Repose
Registered: Oct 2010 Posts: 138 
Fast large multiplies
I've discovered some interesting optimizations for multiplying large numbers, if the multiply routine time depends on the bits of the mulitplier. Usually if there's a 1 bit in the multiplier, with a standard shift and add routine, there's a "bit" more time or that bit.
The method uses several ways of transforming the input to have less 1 bits. Normally, if every value appears equally, you average half 1 bits. In my case, that becomes the worst case, and there's about a quarter 1 bits. This can speed up any routine, even the one that happens to be in rom, by using pre and post processing of results. The improvement is about 20%.
Another speedup is optimizing the same multiplier applied to multiple multiplicands. This saves a little in processing the multiplier bits once. This can save another 15%.
Using the square table method will be faster but use a lot of data and a lot of code.
Would anyone be interested in this?


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Repose
Registered: Oct 2010 Posts: 138 
Maybe I should use what I've learned to do 3d rotations and perspective transform? I think A Different Perspective 2017 3d Creators Update is in order :) (I'm one of the original authors).
So I had a plan for this fast multiply, it can lead to a fast division because of multiplying by the inverse of the divisor. I can also do squares and cubes faster than this.
Edit: was thinking multiply is only the beginning. I made it 16% faster than your routine but if I can make such gains throughout the transform stack it will add up.
Also for Andropolis, I was thinking to not use EOR fill but a straight store (in fact that's the insight I had on A Different Perspective), and also to calc frame differences and plot those only. 
 
JackAsser
Registered: Jun 2002 Posts: 1282 
Quote: Maybe I should use what I've learned to do 3d rotations and perspective transform? I think A Different Perspective 2017 3d Creators Update is in order :) (I'm one of the original authors).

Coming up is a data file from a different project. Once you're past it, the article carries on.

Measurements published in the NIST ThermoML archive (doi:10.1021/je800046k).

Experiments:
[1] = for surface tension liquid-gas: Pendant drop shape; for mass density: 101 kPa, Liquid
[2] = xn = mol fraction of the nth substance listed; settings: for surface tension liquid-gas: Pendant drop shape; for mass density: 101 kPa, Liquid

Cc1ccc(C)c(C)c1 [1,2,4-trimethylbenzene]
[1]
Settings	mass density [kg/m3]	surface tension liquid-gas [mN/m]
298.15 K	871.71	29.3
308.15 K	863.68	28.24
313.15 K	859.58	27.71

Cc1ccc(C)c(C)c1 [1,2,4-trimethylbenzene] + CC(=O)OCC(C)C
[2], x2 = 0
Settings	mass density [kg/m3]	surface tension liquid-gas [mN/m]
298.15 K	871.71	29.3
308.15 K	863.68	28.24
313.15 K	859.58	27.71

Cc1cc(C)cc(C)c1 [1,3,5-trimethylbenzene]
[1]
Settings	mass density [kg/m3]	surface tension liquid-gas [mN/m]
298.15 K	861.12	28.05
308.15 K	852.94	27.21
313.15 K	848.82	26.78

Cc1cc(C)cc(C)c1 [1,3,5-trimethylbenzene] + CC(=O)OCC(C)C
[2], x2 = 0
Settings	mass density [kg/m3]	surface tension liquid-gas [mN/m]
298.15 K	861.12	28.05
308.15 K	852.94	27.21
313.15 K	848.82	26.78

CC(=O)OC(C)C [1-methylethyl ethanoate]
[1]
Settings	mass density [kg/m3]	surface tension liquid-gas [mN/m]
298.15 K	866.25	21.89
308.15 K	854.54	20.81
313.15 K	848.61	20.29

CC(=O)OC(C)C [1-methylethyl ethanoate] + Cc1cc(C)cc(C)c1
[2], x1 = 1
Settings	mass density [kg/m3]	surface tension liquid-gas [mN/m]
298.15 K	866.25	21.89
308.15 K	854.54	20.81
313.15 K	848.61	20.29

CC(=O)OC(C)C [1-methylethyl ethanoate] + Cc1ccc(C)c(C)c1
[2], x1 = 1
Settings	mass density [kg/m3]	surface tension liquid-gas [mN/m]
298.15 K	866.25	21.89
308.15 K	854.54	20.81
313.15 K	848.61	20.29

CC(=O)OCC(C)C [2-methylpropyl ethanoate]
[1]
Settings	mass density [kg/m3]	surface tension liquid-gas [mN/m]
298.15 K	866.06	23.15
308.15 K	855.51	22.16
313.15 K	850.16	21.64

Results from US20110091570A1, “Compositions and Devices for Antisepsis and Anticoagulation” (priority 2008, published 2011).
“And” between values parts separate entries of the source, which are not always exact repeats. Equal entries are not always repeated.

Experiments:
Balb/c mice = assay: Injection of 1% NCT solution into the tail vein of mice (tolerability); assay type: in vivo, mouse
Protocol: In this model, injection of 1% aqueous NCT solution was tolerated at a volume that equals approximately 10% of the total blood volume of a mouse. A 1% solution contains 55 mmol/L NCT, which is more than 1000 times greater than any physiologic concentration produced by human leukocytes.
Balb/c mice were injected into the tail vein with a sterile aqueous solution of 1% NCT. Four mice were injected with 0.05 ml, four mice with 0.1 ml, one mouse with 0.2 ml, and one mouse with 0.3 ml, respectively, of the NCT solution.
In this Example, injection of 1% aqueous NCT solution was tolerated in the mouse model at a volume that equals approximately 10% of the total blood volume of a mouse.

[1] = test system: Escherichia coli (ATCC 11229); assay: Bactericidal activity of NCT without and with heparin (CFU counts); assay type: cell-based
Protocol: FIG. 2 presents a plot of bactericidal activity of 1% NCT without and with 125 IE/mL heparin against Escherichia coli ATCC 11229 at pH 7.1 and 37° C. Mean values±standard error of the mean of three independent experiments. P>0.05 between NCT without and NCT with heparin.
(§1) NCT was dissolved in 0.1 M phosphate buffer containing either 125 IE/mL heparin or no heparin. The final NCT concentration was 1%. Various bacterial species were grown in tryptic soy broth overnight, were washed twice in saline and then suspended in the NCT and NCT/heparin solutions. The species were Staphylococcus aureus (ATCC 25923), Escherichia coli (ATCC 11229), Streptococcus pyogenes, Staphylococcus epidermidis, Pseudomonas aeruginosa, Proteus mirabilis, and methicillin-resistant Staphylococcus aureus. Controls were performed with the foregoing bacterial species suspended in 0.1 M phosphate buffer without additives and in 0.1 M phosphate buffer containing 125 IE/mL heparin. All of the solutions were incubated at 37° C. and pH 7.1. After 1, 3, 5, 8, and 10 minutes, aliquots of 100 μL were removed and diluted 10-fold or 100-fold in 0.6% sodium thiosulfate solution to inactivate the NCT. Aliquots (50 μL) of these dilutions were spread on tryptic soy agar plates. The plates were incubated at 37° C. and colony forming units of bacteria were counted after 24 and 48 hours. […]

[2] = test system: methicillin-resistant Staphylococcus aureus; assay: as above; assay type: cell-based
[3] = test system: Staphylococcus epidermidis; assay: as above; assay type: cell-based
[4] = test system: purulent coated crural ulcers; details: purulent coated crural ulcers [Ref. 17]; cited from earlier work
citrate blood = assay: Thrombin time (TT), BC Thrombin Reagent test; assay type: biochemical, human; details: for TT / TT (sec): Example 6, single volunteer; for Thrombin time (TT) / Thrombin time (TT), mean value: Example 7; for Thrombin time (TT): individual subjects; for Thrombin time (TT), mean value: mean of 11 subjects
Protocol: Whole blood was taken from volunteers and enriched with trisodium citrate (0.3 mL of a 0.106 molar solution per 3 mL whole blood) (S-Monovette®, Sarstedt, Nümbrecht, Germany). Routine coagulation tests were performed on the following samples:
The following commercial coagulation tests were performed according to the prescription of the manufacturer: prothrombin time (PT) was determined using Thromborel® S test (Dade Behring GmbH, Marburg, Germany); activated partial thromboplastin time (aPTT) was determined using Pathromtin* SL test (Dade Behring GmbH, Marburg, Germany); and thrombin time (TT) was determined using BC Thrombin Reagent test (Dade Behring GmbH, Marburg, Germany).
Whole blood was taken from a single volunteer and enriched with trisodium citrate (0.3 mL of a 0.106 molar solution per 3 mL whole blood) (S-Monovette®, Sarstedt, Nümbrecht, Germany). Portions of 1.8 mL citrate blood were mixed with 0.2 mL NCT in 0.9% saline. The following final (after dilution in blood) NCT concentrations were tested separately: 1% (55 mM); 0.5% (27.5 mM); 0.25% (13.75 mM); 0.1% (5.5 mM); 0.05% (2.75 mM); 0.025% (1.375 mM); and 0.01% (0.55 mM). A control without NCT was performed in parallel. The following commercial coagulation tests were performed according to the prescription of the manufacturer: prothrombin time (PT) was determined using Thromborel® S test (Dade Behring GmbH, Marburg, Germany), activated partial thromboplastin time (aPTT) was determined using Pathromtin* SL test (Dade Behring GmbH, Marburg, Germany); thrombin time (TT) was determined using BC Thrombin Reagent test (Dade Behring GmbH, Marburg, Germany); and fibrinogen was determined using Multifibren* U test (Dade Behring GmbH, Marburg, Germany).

So I had a plan for this fast multiply, it can lead to a fast division because of multiplying by the inverse of the divisor. I can also do squares and cubes faster than this.
Edit: was thinking multiply is only the beginning. I made it 16% faster than your routine but if I can make such gains throughout the transform stack it will add up.
Also for Andropolis, I was thinking to not use EOR fill but a straight store (in fact that's the insight I had on A Different Perspective), and also to calc frame differences and plot those only.
I've had similar ideas and I even did an frame difference experiment in Jave. Problem was that since diffs are small so will the triangles be. They'll be extreme, sharp and 'problematic'. Hard to render correctly and since they're diffs any render error will accumulate.
Regarding transforms I came to the conclusion to cut most of the stack and forget about how it works conventionally.
Regarding divs we all do mul by the reciprocal. For Andropolis I did what Graham did and calced the reciprocal by linear interpolation:
X is 8.8 call it a.b:
1/a.b ~= invtab[a]*(1b) + invtab[a+1]*b
invtab[x] is 0.16 result of 65536/x for x 1..255 
 
Repose
Registered: Oct 2010 Posts: 138 
You should write an article on how you did that, it sounds interesting. Obviously I'm a noob at this problem and would have a lot of research to do.
I wasn't thinking triangles exactly but just doom like hallways, wouldn't that work for differencing? 
 
JackAsser
Registered: Jun 2002 Posts: 1282 
Quote: You should write an article on how you did that, it sounds interesting. Obviously I'm a noob at this problem and would have a lot of research to do.
I wasn't thinking triangles exactly but just doom like hallways, wouldn't that work for differencing?
Hehe, I suck at writing articles! :)